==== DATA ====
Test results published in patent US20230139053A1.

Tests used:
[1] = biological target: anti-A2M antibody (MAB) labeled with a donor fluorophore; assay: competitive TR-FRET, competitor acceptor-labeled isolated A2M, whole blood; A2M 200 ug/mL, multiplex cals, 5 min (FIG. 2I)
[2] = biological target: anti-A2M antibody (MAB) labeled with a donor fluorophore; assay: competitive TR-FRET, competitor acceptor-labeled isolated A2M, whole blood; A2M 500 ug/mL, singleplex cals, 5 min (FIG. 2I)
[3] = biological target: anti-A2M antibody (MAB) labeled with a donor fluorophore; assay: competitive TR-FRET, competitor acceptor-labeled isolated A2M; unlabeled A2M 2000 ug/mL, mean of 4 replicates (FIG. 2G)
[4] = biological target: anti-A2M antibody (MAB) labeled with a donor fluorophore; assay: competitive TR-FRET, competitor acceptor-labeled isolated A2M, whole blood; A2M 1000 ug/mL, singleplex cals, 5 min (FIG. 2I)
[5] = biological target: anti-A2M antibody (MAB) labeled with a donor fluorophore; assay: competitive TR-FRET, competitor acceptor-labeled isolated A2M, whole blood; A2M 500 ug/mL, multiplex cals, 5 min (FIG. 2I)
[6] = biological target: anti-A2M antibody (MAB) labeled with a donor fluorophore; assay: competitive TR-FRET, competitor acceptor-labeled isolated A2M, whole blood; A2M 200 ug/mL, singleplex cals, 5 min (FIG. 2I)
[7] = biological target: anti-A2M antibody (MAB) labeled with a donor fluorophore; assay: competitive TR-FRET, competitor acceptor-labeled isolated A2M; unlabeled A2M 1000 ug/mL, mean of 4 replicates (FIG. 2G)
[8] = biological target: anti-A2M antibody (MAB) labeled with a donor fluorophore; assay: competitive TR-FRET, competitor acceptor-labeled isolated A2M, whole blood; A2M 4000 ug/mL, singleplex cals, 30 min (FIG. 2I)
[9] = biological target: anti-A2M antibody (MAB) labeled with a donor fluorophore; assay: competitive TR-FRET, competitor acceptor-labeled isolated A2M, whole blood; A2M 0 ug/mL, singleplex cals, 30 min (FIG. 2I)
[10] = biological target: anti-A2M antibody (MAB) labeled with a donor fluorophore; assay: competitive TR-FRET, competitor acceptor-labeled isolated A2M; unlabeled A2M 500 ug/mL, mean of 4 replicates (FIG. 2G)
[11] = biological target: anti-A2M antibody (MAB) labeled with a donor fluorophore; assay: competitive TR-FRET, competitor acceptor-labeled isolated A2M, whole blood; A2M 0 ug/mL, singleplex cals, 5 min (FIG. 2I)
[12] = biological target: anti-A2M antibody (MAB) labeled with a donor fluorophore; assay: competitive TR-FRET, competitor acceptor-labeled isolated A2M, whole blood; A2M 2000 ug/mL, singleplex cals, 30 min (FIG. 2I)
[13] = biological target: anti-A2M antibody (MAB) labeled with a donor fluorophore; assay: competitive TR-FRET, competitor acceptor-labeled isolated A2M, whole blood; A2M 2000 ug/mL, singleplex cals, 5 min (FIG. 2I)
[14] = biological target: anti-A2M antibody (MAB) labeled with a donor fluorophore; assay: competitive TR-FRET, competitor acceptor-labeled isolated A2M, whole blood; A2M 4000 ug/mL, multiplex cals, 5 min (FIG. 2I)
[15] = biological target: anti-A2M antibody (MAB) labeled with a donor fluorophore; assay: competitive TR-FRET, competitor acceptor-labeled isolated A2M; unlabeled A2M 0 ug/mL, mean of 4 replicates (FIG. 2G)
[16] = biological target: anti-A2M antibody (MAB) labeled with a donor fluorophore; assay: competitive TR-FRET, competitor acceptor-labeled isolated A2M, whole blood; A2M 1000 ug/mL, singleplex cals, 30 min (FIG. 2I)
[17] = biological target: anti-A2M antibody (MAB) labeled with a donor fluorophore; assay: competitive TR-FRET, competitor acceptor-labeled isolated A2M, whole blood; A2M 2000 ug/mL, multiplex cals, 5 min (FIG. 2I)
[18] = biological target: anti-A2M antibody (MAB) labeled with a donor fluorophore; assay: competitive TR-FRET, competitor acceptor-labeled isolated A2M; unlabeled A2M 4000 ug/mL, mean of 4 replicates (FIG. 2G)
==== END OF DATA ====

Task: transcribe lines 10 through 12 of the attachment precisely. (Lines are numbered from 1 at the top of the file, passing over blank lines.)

[8] = biological target: anti-A2M antibody (MAB) labeled with a donor fluorophore; assay: competitive TR-FRET, competitor acceptor-labeled isolated A2M, whole blood; A2M 4000 ug/mL, singleplex cals, 30 min (FIG. 2I)
[9] = biological target: anti-A2M antibody (MAB) labeled with a donor fluorophore; assay: competitive TR-FRET, competitor acceptor-labeled isolated A2M, whole blood; A2M 0 ug/mL, singleplex cals, 30 min (FIG. 2I)
[10] = biological target: anti-A2M antibody (MAB) labeled with a donor fluorophore; assay: competitive TR-FRET, competitor acceptor-labeled isolated A2M; unlabeled A2M 500 ug/mL, mean of 4 replicates (FIG. 2G)